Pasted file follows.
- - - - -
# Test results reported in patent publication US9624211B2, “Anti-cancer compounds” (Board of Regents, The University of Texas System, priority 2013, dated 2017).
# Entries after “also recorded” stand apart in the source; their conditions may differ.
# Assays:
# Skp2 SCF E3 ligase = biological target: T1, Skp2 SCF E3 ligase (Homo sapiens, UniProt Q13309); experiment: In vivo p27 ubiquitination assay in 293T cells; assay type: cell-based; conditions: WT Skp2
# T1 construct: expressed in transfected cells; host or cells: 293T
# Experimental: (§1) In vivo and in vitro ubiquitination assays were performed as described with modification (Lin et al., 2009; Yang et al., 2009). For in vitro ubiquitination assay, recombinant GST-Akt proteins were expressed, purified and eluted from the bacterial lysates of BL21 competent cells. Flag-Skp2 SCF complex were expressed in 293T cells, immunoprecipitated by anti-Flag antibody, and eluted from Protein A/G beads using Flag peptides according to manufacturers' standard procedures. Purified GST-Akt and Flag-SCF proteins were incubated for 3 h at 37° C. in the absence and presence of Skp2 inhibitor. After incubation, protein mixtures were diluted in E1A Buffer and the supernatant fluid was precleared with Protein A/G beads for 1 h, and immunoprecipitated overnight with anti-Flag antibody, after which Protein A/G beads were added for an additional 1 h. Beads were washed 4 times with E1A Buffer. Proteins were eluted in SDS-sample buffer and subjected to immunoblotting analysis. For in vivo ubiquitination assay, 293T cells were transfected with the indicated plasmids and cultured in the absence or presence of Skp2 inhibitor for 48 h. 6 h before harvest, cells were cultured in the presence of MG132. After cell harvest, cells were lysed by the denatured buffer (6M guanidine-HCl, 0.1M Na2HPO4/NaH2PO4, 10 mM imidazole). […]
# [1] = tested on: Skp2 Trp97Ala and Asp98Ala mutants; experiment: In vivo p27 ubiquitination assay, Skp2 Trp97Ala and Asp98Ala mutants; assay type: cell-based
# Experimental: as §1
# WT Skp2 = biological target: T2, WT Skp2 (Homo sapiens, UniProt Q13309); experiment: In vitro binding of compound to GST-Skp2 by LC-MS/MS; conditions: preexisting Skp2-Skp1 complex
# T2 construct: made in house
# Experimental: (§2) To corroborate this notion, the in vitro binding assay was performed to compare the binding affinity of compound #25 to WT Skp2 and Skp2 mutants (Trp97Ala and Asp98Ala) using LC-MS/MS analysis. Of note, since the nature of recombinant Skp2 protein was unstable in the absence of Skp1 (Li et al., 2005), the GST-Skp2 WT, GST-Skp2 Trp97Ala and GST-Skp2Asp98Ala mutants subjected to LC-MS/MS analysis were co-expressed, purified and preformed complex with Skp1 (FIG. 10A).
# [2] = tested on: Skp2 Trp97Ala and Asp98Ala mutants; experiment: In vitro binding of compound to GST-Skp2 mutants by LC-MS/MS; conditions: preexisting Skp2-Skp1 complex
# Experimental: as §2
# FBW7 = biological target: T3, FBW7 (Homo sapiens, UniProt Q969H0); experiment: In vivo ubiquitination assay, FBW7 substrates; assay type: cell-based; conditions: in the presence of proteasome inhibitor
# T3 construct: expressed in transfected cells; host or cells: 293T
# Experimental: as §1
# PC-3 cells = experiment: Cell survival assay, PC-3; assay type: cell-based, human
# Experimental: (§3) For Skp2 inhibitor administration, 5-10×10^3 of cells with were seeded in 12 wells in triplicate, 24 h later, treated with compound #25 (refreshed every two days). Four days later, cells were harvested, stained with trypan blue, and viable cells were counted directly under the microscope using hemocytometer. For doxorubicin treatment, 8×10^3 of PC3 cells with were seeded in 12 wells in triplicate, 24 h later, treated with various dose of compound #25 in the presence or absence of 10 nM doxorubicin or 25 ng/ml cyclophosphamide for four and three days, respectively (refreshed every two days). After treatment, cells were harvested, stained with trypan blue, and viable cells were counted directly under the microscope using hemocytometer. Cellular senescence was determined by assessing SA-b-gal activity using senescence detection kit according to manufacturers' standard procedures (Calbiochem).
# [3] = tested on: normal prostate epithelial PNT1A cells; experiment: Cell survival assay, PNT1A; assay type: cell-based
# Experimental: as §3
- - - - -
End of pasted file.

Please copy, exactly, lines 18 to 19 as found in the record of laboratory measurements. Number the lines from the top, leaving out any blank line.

# Experimental: (§3) For Skp2 inhibitor administration, 5-10×10^3 of cells with were seeded in 12 wells in triplicate, 24 h later, treated with compound #25 (refreshed every two days). Four days later, cells were harvested, stained with trypan blue, and viable cells were counted directly under the microscope using hemocytometer. For doxorubicin treatment, 8×10^3 of PC3 cells with were seeded in 12 wells in triplicate, 24 h later, treated with various dose of compound #25 in the presence or absence of 10 nM doxorubicin or 25 ng/ml cyclophosphamide for four and three days, respectively (refreshed every two days). After treatment, cells were harvested, stained with trypan blue, and viable cells were counted directly under the microscope using hemocytometer. Cellular senescence was determined by assessing SA-b-gal activity using senescence detection kit according to manufacturers' standard procedures (Calbiochem).
# [3] = tested on: normal prostate epithelial PNT1A cells; experiment: Cell survival assay, PNT1A; assay type: cell-based